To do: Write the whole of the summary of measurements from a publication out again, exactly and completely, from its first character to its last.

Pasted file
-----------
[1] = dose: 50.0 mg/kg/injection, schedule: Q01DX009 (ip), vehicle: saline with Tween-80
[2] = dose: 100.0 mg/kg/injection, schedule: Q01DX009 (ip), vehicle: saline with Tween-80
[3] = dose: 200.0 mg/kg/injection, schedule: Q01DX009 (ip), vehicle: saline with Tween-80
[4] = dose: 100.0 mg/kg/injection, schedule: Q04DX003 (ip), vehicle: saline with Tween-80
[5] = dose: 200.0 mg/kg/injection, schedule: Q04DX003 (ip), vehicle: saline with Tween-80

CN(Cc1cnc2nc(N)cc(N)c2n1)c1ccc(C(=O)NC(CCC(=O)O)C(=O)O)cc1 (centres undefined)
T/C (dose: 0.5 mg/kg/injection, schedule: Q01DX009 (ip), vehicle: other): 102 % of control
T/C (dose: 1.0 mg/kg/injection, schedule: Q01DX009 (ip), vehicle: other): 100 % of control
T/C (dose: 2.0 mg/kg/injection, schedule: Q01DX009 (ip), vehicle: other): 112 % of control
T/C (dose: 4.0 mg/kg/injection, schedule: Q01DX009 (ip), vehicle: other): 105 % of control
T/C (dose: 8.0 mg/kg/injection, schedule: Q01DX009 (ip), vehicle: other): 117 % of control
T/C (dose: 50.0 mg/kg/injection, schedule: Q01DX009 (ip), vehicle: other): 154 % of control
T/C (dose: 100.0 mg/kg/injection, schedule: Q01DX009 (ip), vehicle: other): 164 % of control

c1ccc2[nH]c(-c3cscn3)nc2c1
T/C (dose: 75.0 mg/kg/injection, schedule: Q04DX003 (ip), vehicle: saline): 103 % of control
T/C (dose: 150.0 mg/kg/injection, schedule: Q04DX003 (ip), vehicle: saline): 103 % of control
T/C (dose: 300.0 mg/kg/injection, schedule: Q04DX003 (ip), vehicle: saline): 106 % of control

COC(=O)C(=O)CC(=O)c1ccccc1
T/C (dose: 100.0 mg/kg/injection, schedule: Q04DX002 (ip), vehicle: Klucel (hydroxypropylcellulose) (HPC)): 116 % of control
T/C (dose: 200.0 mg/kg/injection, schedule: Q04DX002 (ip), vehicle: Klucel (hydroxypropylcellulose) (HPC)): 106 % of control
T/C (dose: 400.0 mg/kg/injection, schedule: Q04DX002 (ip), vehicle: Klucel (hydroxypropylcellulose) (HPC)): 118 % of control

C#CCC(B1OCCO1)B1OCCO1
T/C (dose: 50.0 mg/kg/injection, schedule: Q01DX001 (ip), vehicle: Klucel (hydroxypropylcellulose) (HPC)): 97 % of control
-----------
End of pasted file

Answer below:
[1] = dose: 50.0 mg/kg/injection, schedule: Q01DX009 (ip), vehicle: saline with Tween-80
[2] = dose: 100.0 mg/kg/injection, schedule: Q01DX009 (ip), vehicle: saline with Tween-80
[3] = dose: 200.0 mg/kg/injection, schedule: Q01DX009 (ip), vehicle: saline with Tween-80
[4] = dose: 100.0 mg/kg/injection, schedule: Q04DX003 (ip), vehicle: saline with Tween-80
[5] = dose: 200.0 mg/kg/injection, schedule: Q04DX003 (ip), vehicle: saline with Tween-80

CN(Cc1cnc2nc(N)cc(N)c2n1)c1ccc(C(=O)NC(CCC(=O)O)C(=O)O)cc1 (centres undefined)
T/C (dose: 0.5 mg/kg/injection, schedule: Q01DX009 (ip), vehicle: other): 102 % of control
T/C (dose: 1.0 mg/kg/injection, schedule: Q01DX009 (ip), vehicle: other): 100 % of control
T/C (dose: 2.0 mg/kg/injection, schedule: Q01DX009 (ip), vehicle: other): 112 % of control
T/C (dose: 4.0 mg/kg/injection, schedule: Q01DX009 (ip), vehicle: other): 105 % of control
T/C (dose: 8.0 mg/kg/injection, schedule: Q01DX009 (ip), vehicle: other): 117 % of control
T/C (dose: 50.0 mg/kg/injection, schedule: Q01DX009 (ip), vehicle: other): 154 % of control
T/C (dose: 100.0 mg/kg/injection, schedule: Q01DX009 (ip), vehicle: other): 164 % of control

c1ccc2[nH]c(-c3cscn3)nc2c1
T/C (dose: 75.0 mg/kg/injection, schedule: Q04DX003 (ip), vehicle: saline): 103 % of control
T/C (dose: 150.0 mg/kg/injection, schedule: Q04DX003 (ip), vehicle: saline): 103 % of control
T/C (dose: 300.0 mg/kg/injection, schedule: Q04DX003 (ip), vehicle: saline): 106 % of control

COC(=O)C(=O)CC(=O)c1ccccc1
T/C (dose: 100.0 mg/kg/injection, schedule: Q04DX002 (ip), vehicle: Klucel (hydroxypropylcellulose) (HPC)): 116 % of control
T/C (dose: 200.0 mg/kg/injection, schedule: Q04DX002 (ip), vehicle: Klucel (hydroxypropylcellulose) (HPC)): 106 % of control
T/C (dose: 400.0 mg/kg/injection, schedule: Q04DX002 (ip), vehicle: Klucel (hydroxypropylcellulose) (HPC)): 118 % of control

C#CCC(B1OCCO1)B1OCCO1
T/C (dose: 50.0 mg/kg/injection, schedule: Q01DX001 (ip), vehicle: Klucel (hydroxypropylcellulose) (HPC)): 97 % of control